Friday, December 7, 2012

Winifert E. Lawson-Graves's dissertation on, "Leadership Styles and Creativity: An Examination of the Four Female Ivy League Presidents"

Winifert E. Lawson-Graves, Fielding's School of Educational Leadership & Change

Increasingly, females are taking the helm as president of colleges and universities in the United States, yet men still hold the majority of presidential positions (ACE, 2012). The Ivy League is an exception. In the Ivy League, the presidency is held by an equal number of females and males. For three of four Ivy League institutions where females are leading, it is the first time the institution has been led by a woman.

This study explored the factors that influenced the career advancement and leadership styles of the four female Ivy League presidents, with insights from three of the four females’ former president and mentor/advisor, Dr. Harold Shapiro, President Emeritus of Princeton University. The theoretical framework for the study includes Bass’ (1999) theory of transformational leadership where leaders challenge assumptions, seek change, encourage creativity, and display behaviors of collaboration; Donovan’s (2006) liberal feminist theory that suggests education engenders democracy; Chafetz’ (1997) cultural feminist theory, a form of radical feminism that embraces the distinct differences between males and females; and Epstein’s (1999) generativity theory, where he posits that newness is a hallmark of creativity; among others.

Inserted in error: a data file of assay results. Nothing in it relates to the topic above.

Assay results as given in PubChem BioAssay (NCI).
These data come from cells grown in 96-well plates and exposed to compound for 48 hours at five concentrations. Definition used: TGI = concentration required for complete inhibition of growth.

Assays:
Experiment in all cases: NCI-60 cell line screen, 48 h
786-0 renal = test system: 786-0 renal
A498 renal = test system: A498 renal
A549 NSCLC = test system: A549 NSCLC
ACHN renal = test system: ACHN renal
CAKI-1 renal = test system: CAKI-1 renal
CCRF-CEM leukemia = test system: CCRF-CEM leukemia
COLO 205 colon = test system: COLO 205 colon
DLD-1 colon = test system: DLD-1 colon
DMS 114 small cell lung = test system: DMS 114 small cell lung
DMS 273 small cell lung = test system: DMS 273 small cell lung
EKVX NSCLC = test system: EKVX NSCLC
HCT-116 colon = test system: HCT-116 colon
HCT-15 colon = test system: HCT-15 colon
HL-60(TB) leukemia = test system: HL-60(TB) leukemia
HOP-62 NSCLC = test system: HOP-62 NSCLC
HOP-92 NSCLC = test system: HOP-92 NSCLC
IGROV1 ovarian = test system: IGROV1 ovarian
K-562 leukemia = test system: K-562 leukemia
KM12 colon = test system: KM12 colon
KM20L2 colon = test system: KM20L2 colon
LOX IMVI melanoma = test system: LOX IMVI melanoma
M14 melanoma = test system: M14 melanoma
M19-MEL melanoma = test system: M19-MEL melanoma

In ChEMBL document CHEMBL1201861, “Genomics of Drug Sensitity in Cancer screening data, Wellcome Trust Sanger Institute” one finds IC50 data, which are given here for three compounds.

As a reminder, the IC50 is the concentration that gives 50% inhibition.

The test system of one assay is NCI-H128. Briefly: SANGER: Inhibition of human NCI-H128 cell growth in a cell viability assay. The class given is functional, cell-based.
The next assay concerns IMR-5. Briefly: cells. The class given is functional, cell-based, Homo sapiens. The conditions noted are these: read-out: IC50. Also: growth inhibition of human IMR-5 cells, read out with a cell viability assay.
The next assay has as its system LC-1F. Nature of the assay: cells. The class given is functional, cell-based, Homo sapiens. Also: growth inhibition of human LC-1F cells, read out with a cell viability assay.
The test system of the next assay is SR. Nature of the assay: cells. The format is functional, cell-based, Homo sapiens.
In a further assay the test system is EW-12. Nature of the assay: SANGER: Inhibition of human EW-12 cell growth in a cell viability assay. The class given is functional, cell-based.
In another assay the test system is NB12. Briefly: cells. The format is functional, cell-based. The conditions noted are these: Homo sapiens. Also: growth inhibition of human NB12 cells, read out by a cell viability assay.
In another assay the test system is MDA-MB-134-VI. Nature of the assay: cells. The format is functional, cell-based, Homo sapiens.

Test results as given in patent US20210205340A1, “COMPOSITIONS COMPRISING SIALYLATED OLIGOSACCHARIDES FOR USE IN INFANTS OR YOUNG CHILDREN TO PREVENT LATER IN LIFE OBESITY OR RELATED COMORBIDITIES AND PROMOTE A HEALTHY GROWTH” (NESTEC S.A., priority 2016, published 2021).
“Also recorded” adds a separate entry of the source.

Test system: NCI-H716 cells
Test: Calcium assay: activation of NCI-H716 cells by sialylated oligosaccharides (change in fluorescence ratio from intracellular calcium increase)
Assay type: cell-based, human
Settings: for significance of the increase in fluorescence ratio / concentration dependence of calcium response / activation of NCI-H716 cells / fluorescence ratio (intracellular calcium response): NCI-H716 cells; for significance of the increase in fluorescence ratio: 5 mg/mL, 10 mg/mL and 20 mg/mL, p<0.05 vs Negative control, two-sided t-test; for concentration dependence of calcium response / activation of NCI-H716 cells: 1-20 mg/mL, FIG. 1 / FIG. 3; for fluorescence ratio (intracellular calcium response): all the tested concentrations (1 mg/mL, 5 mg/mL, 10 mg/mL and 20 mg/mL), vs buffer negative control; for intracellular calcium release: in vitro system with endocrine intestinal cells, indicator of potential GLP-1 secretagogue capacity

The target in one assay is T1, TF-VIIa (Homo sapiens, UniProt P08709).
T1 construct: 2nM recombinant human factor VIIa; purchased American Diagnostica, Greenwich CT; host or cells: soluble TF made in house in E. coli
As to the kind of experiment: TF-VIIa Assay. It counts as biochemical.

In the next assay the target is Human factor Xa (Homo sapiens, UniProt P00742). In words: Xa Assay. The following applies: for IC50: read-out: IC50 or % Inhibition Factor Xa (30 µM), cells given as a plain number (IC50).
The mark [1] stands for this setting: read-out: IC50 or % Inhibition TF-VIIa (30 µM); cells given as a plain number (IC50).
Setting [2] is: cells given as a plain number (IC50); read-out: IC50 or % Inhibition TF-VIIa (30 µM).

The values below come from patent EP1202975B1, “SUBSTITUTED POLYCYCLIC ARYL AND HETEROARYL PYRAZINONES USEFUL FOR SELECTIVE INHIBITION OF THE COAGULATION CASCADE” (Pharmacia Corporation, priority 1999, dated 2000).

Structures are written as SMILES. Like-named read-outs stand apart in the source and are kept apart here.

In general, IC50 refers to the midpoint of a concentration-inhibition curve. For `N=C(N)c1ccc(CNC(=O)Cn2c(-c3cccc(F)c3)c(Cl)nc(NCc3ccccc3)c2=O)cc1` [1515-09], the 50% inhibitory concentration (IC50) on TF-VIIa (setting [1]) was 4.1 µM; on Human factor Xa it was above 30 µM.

This study used a descriptive mixed method, case study approach. The factors that have influenced the four female Ivy League presidents’ careers and their insights into their leadership styles were compared from online video interviews, printed interviews, and a face-to-face interview with Dr. Shapiro. The results suggest that the four female presidents exhibit strong behaviors in transformational leadership styles; that their careers were influenced by their ability to be creative, both personally and professionally; and influences from family members, former teachers, colleagues, and their own self-efficacy, which advanced their efforts to make a difference and effect change. Females who aspire to become presidents of institutions of higher education can learn from the factors that influenced the careers of the four Ivy League female presidents.

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